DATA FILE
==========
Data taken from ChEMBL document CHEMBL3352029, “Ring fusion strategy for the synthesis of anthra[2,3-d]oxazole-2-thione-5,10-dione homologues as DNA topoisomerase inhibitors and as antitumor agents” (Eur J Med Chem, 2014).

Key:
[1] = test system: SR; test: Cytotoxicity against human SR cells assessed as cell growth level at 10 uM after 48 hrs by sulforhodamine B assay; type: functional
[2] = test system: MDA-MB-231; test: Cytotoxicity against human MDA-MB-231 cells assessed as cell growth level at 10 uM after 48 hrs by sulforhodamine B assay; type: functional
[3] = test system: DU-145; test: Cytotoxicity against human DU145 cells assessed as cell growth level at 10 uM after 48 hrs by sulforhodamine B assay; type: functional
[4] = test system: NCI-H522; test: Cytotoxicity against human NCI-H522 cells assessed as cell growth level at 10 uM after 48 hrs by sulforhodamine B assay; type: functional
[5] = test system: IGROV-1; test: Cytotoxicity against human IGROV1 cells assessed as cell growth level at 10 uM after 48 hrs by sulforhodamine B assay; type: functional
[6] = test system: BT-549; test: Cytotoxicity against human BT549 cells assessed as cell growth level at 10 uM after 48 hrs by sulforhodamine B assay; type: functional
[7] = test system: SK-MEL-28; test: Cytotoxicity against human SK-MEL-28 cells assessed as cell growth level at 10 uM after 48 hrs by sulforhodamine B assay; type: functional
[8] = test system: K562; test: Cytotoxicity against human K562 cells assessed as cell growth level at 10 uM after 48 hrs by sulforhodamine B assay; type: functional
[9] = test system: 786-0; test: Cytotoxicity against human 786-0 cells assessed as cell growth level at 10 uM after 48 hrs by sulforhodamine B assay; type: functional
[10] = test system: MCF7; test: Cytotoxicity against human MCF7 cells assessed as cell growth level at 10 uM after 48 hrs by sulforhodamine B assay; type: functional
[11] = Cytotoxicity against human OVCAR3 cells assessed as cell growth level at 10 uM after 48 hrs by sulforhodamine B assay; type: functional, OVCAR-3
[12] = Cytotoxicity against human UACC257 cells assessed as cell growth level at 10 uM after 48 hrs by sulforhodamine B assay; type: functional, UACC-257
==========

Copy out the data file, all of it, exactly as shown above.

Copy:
Data taken from ChEMBL document CHEMBL3352029, “Ring fusion strategy for the synthesis of anthra[2,3-d]oxazole-2-thione-5,10-dione homologues as DNA topoisomerase inhibitors and as antitumor agents” (Eur J Med Chem, 2014).

Key:
[1] = test system: SR; test: Cytotoxicity against human SR cells assessed as cell growth level at 10 uM after 48 hrs by sulforhodamine B assay; type: functional
[2] = test system: MDA-MB-231; test: Cytotoxicity against human MDA-MB-231 cells assessed as cell growth level at 10 uM after 48 hrs by sulforhodamine B assay; type: functional
[3] = test system: DU-145; test: Cytotoxicity against human DU145 cells assessed as cell growth level at 10 uM after 48 hrs by sulforhodamine B assay; type: functional
[4] = test system: NCI-H522; test: Cytotoxicity against human NCI-H522 cells assessed as cell growth level at 10 uM after 48 hrs by sulforhodamine B assay; type: functional
[5] = test system: IGROV-1; test: Cytotoxicity against human IGROV1 cells assessed as cell growth level at 10 uM after 48 hrs by sulforhodamine B assay; type: functional
[6] = test system: BT-549; test: Cytotoxicity against human BT549 cells assessed as cell growth level at 10 uM after 48 hrs by sulforhodamine B assay; type: functional
[7] = test system: SK-MEL-28; test: Cytotoxicity against human SK-MEL-28 cells assessed as cell growth level at 10 uM after 48 hrs by sulforhodamine B assay; type: functional
[8] = test system: K562; test: Cytotoxicity against human K562 cells assessed as cell growth level at 10 uM after 48 hrs by sulforhodamine B assay; type: functional
[9] = test system: 786-0; test: Cytotoxicity against human 786-0 cells assessed as cell growth level at 10 uM after 48 hrs by sulforhodamine B assay; type: functional
[10] = test system: MCF7; test: Cytotoxicity against human MCF7 cells assessed as cell growth level at 10 uM after 48 hrs by sulforhodamine B assay; type: functional
[11] = Cytotoxicity against human OVCAR3 cells assessed as cell growth level at 10 uM after 48 hrs by sulforhodamine B assay; type: functional, OVCAR-3
[12] = Cytotoxicity against human UACC257 cells assessed as cell growth level at 10 uM after 48 hrs by sulforhodamine B assay; type: functional, UACC-257